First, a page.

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Last night I was walking the puppy when all of a sudden some black ice found it’s way under my feet. It was 6:00pm, there was no light, and the ground was hard. Unable to stop my forward progress, I skied (without the benefit of ski’s) down the small hill in the front yard… fell forward, and landed hard on my left knee. I yelled and yelled for David. In the meantime, the small flashlight slipped out of my hand. The puppy picked it up and began to circle me. When David finally made his way outside, the light helped him to find me in the dark. Despite the obvious pain I was experiencing, it was hilarious. Tyrone is applying for his Gaffer license.
This is not an “oh! poor me”, blob. It is rather a reflection on mankind’s vulnerability. You know better than to believe that for a moment, I hope. No, this blob is about the pithy and insightful thinking I do.
Yesterday, when I was shopping for a table on which to set up the new record player, (it’s a real old time player that plays and transfers music from LP’s, 33, 78 and 45’s to a computer – we have thousands of these vinyls but haven’t heard them in years.) I was thinking about what happens when my generation of cousins is gone. It wasn’t heavy thinking all that. In fact it brought back memories of pretty funny stuff. Like, who will be there to remember that when Aunt Helene laughed, she always laughed so hard she peed in her pants. Or when Aunt Fritzie made kippers, the house smelled like fish and onions for three weeks. Or that Aunt Betty bought all our sexy lingerie when we got married. Or that Aunt Sophie bought plastic tablecloths, fitted them, cut them, and if she didn’t like the way it looked, returned them – in their original packaging, (no easy task). Or when anyone needed advice, Aunt Peppy happily offered it – even when not asked. And the advice was always colorful.
With some work, (as shown in The Gefilte Fish Chronicles) memories, recipes, and traditions, are passed from one generation or the other, there are some things that you cannot pass on. The sound of a voice or laughter, the smell of perfume or after shave, or the feel of a hug. If you didn’t experience those things in person, it is almost impossible to duplicate. When mom died, her helper at the retirement home asked if she could take a bottle of the perfume she always wore. It was her way to keep mom in her life. But she couldn’t duplicate the look she gave us when she was aggravated. We can reproduce the tea and jelly grandpa made for us. And we can retell the stories Aunt Sarah told us. But we can’t see the expression on their faces. It’s a little too much reality for my taste.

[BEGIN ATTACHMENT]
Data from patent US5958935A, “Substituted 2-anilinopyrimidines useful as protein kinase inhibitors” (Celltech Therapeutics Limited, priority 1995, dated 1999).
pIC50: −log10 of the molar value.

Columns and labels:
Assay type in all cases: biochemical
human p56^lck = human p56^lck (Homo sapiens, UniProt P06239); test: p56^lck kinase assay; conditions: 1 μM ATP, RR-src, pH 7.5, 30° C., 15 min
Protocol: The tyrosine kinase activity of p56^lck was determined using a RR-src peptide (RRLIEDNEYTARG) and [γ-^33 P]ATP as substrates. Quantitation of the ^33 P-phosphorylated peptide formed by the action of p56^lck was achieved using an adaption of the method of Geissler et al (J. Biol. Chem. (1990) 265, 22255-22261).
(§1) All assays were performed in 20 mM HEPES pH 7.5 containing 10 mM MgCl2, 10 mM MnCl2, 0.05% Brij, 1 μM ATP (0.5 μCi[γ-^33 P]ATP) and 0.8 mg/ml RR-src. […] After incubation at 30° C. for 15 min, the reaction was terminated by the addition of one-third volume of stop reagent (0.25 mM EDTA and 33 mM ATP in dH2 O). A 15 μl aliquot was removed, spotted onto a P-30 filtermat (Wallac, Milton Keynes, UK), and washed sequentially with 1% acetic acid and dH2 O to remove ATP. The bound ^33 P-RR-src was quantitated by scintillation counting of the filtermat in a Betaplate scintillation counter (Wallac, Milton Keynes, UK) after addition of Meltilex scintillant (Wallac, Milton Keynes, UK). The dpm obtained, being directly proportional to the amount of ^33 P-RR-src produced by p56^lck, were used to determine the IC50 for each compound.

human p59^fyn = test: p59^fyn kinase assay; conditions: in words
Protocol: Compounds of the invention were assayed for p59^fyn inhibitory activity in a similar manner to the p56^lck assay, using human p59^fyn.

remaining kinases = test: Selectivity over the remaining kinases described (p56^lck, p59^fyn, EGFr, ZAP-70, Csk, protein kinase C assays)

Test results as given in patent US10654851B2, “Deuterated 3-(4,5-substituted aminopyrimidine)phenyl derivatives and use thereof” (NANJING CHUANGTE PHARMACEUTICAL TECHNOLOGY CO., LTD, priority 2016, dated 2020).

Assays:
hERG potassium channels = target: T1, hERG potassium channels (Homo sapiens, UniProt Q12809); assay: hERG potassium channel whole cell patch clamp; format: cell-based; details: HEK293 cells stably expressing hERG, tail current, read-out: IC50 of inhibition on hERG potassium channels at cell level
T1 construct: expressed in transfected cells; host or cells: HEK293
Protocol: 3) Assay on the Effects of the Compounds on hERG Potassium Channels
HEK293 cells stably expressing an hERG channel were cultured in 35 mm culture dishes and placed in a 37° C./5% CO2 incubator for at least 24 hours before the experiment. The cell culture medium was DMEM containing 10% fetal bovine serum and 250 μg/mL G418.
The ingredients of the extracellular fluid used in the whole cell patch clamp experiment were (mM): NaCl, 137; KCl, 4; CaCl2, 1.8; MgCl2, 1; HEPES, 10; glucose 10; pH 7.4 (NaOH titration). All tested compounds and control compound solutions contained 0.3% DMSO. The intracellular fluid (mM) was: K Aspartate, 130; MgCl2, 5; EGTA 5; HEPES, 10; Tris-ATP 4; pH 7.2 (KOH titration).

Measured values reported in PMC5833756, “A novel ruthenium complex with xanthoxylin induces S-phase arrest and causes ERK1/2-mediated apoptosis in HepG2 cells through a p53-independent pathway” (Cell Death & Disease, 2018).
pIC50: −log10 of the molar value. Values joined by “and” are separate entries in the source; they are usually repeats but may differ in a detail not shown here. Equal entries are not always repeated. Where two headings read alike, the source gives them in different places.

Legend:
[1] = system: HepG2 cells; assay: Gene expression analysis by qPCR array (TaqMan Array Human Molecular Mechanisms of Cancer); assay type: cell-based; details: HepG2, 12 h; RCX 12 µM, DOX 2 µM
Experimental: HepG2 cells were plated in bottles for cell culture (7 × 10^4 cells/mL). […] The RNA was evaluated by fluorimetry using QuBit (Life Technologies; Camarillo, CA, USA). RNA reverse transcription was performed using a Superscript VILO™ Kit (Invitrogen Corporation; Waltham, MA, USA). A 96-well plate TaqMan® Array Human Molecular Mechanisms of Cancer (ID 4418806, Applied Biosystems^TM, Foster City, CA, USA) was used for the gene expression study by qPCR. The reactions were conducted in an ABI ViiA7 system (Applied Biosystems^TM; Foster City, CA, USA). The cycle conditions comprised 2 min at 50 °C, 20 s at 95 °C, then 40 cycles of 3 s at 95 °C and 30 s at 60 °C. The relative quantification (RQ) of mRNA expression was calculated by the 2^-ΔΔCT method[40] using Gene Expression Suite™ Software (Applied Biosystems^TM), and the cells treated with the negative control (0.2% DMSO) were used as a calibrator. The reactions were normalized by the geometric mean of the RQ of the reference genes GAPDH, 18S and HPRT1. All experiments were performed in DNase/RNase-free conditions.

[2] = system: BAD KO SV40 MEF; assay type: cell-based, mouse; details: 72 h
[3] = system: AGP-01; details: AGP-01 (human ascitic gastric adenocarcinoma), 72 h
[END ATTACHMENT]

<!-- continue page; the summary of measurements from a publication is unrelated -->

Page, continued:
People often offer diametrically opposed platitudes. Some of my personal favorites are, “Life must go on,” or “Never put off anything you want to do, because you never know what’s going to happen tomorrow.” And “you need to wait for your turn and good things will come.” That’s pretty much like, “Save today, because you cannot predict the future.” All this is to say, -- We should all be encouraged to live our lives with good memories of the past, and enormous hope that we will be remembered in the future. What I want people to remember about me is that I was kind, funny, honest and had a clear sense of who I was.
When I write one of these blobs, I never know how to finish them. So I will leave with this thought. Once you have tasted the grapes of wrath you will ever be satisfied with bananas. Happy Holidays. We’re Just Sayin’… Iris
Iris, There is a wonderful book call The Elegance of the Hedgehog by Murial Barbery. It's a good read so I am not spoiling by telling you that at the end one of the key characters says...."because I will be searching for those mementos of always within never..." Those memories of the smell, the look, the voice, the attitude, those are my moments of always within never and I cherish them all. Would that we could bottle them and pass them along the next generation. Wishing you, David and Tyrone all the best in the calendar New Year. Jesse
"Once you have tasted the grapes of wrath you will ever be satisfied with bananas."
I am struggling to work out whether it should be "Once you have tasted the grapes of wrath will you ever be satisfied with bananas?" or "Once you have tasted the grapes of wrath, you will forever be satisfied with bananas."
That's just me wearing my copy editor's hat.
Is it original? If so, I think it is a splendid saying or has the makings of a splendid saying.
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